6. View some significant twitter updates (primary sources from LOC) including Obama's post-election tweet, first ever tweet by Twitter founder Jack Dorsey, and others that are more mundane. Discuss purpose, etc. 
7. Assign the reading of chapters one and two of Dandelion Wine and write the Twitter update for Doug Spaulding. As we get into sections of the book dealing with technology and change, students will write updates involving these and various characters. Students will post these on a bulletin board or a virtual bulletin board (Smartboard).
8. Discuss the idea of the "full circle" in technology. Are there other things that are repeats? How are they different? What are the advantages and drawbacks to each? (vinyl record/cd, vcr/dvd, telephone/cell phone, vehicles, etc.) What about digital media?
9. Student will write a letter to a character in the novel describing a new technology comparing it to a technology that would have been current during the novel's setting. Students will reference past inventions using information from two column notes (PDF).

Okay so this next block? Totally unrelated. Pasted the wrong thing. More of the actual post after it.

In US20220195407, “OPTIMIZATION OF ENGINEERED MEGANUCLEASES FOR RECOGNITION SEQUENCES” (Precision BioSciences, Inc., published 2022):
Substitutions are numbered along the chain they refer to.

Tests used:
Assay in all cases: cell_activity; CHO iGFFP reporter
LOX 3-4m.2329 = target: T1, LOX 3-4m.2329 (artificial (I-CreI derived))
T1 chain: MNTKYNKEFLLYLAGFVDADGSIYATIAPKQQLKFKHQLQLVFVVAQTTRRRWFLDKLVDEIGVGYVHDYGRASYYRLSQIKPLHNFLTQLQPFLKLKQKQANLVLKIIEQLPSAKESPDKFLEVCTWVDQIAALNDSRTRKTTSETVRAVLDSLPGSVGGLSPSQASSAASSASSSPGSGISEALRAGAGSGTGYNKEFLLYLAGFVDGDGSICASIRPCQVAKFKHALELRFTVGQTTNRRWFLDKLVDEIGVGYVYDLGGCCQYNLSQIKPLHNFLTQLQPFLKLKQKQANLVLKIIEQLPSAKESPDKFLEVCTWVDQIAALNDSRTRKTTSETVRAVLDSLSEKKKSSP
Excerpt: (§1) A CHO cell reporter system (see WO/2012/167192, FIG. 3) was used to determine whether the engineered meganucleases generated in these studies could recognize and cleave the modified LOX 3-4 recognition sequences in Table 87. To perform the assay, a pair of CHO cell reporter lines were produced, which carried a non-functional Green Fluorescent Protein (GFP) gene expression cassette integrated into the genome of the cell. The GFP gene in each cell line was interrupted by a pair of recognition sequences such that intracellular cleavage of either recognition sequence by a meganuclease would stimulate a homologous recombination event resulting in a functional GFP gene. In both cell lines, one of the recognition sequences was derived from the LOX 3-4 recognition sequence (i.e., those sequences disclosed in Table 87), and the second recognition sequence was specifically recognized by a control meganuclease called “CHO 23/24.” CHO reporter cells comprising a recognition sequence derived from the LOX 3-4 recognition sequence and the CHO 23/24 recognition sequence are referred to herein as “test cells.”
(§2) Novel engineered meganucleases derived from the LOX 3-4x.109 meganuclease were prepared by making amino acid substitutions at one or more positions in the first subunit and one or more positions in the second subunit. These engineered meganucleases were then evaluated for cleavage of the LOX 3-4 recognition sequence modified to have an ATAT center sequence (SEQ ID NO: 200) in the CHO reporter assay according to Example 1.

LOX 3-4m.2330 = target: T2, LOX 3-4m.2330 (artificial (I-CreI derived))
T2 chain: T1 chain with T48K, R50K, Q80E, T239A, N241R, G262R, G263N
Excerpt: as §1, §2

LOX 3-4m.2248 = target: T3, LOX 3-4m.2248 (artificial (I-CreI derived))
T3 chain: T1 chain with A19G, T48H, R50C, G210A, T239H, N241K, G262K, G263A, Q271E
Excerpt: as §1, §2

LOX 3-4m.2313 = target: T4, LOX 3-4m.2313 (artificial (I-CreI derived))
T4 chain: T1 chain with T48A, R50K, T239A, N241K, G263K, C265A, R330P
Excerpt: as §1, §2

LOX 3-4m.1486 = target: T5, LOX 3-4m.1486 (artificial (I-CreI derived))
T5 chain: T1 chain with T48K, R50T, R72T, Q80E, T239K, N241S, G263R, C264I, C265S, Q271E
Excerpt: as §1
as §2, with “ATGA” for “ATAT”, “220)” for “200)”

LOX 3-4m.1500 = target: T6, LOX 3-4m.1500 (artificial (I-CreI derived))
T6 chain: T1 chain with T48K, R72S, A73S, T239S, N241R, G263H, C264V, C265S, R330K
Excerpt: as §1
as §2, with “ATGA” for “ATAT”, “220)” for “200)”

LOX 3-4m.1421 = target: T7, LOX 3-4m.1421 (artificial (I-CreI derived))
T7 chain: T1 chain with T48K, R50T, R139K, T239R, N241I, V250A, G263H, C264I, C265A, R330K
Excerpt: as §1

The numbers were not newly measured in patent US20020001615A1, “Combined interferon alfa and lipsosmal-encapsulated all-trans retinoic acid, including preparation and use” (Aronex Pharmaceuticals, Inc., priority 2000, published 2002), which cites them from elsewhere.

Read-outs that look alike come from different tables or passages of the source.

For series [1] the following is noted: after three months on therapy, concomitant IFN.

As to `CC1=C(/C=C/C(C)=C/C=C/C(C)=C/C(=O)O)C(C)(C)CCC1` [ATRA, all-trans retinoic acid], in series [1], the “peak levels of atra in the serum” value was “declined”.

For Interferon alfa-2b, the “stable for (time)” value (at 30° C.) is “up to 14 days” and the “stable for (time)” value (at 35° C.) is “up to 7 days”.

Students will write telegrams and "post" Twitter updates that will be displayed in the classroom (bulletin board/Smartboard). These will be evaluated according to connection to the character(s) form the chosen novel, number of characters of text (140 or less), and basic grammar and conventions. Students will write a letter to a character in the novel describing a new technology comparing it to a technology that would have been current during the novel's setting. It will be evaluated according to a basic writing rubric (PDF).


1.  Explore Twitter as a first-hand account of history like "man on the street" interviews following major
    events. Students could complete these types of interviews following school events or interview people who
    lived through significant events in history.

2.  Use an online template to create a Facebook page for a literary character.

3.  Analyze, telegrams, tweets, etc. from the LOC for grammar and usage errors.

4.  Write a formal comparison or contrast essay using two appropriate kinds of technology from different eras.


Charleston High School